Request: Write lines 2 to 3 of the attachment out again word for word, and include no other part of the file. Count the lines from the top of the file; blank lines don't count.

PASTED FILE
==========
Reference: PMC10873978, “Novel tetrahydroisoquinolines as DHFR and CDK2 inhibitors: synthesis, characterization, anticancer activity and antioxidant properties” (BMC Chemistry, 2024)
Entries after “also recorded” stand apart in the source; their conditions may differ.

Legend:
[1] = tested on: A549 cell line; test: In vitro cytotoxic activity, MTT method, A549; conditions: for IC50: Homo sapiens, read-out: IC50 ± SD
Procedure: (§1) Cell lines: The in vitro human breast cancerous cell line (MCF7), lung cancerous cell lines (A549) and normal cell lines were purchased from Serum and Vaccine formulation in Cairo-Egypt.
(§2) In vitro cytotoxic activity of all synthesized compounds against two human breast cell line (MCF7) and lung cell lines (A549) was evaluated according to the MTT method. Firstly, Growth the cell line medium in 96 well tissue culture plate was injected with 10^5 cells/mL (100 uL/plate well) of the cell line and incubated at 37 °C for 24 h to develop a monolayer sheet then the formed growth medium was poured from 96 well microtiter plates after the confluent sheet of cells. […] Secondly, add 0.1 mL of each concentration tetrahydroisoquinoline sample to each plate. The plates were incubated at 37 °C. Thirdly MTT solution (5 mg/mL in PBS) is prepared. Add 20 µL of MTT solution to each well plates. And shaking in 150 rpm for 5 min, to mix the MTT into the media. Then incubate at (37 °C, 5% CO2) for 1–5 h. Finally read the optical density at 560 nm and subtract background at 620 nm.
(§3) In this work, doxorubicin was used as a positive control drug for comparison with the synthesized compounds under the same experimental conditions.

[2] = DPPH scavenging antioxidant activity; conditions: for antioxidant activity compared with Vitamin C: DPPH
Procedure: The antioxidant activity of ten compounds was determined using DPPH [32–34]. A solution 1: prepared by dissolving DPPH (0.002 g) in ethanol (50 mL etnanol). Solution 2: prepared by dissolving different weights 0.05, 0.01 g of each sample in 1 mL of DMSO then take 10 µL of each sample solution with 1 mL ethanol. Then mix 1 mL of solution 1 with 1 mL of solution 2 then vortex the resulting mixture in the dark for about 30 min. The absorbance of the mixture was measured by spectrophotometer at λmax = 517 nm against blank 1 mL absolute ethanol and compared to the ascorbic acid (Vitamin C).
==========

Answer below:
Entries after “also recorded” stand apart in the source; their conditions may differ.

Legend: